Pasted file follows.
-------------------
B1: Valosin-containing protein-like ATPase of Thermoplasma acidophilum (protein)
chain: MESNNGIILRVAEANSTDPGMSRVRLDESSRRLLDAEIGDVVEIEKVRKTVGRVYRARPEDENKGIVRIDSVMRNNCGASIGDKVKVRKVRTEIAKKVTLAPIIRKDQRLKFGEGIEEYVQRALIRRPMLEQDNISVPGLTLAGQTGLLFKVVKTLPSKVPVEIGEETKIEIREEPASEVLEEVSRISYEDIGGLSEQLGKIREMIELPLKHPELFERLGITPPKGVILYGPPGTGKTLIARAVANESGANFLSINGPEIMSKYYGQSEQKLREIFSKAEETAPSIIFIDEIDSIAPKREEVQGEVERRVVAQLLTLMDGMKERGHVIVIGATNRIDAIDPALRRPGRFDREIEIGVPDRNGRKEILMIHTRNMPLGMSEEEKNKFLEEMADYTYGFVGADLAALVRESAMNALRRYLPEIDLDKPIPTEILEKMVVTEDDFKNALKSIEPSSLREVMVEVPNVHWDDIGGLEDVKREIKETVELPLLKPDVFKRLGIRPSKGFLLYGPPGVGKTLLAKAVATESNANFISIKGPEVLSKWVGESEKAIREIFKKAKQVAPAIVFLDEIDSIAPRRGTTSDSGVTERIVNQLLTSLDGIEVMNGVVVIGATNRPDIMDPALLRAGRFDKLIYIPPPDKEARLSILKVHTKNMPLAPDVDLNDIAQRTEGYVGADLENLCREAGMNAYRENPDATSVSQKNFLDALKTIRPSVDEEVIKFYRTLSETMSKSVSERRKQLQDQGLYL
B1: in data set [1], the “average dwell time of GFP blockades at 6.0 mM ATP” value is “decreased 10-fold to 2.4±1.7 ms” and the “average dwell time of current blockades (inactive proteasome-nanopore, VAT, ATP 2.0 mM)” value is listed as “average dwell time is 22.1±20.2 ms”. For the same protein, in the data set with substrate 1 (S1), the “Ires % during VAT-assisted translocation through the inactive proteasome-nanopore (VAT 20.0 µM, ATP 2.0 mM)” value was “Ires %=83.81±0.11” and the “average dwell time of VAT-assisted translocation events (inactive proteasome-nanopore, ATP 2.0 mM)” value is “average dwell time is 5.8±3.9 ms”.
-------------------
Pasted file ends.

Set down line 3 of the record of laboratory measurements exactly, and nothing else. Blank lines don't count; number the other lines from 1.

B1: in data set [1], the “average dwell time of GFP blockades at 6.0 mM ATP” value is “decreased 10-fold to 2.4±1.7 ms” and the “average dwell time of current blockades (inactive proteasome-nanopore, VAT, ATP 2.0 mM)” value is listed as “average dwell time is 22.1±20.2 ms”. For the same protein, in the data set with substrate 1 (S1), the “Ires % during VAT-assisted translocation through the inactive proteasome-nanopore (VAT 20.0 µM, ATP 2.0 mM)” value was “Ires %=83.81±0.11” and the “average dwell time of VAT-assisted translocation events (inactive proteasome-nanopore, ATP 2.0 mM)” value is “average dwell time is 5.8±3.9 ms”.